From a technical standpoint, if a theatre already is equipped with a digital-cinema system and 3-D capabilities, a satellite dish or some sort of bandwidth connection and a decoder also would be required. Rokosa said they are not an enormous additional expense, but there is a Catch-22: "If they are going to invest a couple grand to do this, where is the content?" he said. "It is a little bit of a quandary."

Said Greer, "To me, the much bigger issue is who is going to pay for the satellite transmission and the production."

Such companies as Pace and 3ality have been developing 3-D production and post techniques for the challenging shoots. Pace is one of a small number of companies that developed a 3-D broadcast news van.

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OWN3D

OWN3-D logoOwned Entertainment Inc. announced the MMA based movie OWN3D will be released theatrically in both 3-D as well as 2-D. The movie will be shot using the same camera technology used in the U2 3-D concert as well Hannah Montana 3-D which made $29 million opening weekend on only 600 screens averaging $42,460 per screen. 3-D technology is not the same as the gimmicks of past and Hollywood has taken notice.

Movies shown in 3-D average three times as much per screen at the box office as regular releases and are shown using the latest innovations in technology. The technology allows for release on IMAX 3-D, Real D as well as Dolby 3-D screens. Mr. Hergott’s first movie All That I Need was shot on a shoe-string budget yet was released theatrically in Regal, Edwards and United Artists multiplexes nationally. Hergott comments; “With a predicted 7,000 screens in 3-D by 2009, but only a handful of 3-D releases per year, there is a huge demand for more 3-D content. By shooting the movie in 3-D we can bring the audience into the action. Owned Entertainment wants to be on the forefront of where the future of the industry is headed.” ‘Owned’ 3-D release version will be marketed as OWN3D with a ‘3’ taking place of the inverted ‘E’.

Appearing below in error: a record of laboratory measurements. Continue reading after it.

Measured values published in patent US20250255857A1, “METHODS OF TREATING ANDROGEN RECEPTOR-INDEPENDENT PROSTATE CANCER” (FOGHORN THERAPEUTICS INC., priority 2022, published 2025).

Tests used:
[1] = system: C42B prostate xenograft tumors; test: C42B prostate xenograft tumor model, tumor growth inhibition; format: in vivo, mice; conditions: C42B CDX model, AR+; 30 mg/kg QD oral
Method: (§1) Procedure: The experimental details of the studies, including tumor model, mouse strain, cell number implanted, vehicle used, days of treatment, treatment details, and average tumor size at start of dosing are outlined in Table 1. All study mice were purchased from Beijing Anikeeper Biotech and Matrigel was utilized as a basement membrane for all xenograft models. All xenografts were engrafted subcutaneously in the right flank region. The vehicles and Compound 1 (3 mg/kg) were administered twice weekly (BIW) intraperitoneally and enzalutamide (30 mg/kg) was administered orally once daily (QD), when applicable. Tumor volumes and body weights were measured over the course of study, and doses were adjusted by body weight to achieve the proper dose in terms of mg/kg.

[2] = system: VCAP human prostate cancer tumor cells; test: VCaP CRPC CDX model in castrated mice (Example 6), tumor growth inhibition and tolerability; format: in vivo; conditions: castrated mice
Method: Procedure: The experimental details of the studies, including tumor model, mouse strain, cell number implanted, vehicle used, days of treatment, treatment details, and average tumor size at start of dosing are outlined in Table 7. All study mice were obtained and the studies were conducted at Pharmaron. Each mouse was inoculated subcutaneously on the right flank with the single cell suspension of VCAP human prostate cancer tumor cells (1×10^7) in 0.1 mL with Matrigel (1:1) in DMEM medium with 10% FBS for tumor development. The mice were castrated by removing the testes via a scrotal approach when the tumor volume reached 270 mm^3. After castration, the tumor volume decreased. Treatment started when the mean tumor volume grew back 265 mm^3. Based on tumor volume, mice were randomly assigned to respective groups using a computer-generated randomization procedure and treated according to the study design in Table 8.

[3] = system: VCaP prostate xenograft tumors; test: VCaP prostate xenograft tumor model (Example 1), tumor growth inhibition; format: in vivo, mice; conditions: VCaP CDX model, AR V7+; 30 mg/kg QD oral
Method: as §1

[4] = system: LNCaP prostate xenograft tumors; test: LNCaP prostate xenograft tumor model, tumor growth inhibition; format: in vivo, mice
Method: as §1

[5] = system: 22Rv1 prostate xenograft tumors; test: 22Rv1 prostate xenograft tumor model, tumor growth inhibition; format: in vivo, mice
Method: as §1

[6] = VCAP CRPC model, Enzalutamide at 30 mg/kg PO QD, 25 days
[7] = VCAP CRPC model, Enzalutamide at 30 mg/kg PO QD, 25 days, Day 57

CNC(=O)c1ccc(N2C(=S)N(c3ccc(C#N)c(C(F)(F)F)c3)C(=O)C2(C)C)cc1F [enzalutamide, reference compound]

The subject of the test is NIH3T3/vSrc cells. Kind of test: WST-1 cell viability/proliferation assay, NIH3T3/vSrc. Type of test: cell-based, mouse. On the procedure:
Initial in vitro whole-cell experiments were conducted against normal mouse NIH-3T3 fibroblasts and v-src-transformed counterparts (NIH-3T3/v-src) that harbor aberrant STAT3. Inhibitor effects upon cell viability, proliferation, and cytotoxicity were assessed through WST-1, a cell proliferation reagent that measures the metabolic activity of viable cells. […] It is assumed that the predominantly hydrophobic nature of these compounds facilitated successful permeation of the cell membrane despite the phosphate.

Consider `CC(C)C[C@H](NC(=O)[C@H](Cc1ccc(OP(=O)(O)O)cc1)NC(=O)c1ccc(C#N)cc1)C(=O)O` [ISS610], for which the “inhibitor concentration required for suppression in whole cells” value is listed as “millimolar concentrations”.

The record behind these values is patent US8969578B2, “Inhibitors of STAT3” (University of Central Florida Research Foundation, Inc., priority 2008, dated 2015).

Jeffrey Katzenberg, CEO of DreamWorks Animation, recently commented on 3-D: "3-D has the opportunity to be the most important innovation in film since the use of color in motion pictures. 90 percent of all piracy comes from a camcorder aimed at the screen. You can't camcorder 3-D movies. All Dreamworks animated movies from 2009 on will be created and shown in 3-D." Investors are also beginning to take notice. Shamrock capital growth fund recently invested $50 million in Real D technology. Managing director Stephen Royer commented “The 3-D market is at a point of explosive growth." "OWN3D (the movie) is an exciting action thriller set in the world of MMA that will be theatrically released in both 2-D and 3-D. We will be looking for a combination of talented actors and MMA fighters for the movie."

Recently announced fighters for the movie include Dean Lister, Jason Mayhem Miller, Cung Le, Shonie Carter, Din Thomas and Mauricio ‘Shogun’ Rua and Murilo ‘Ninja’ Rua.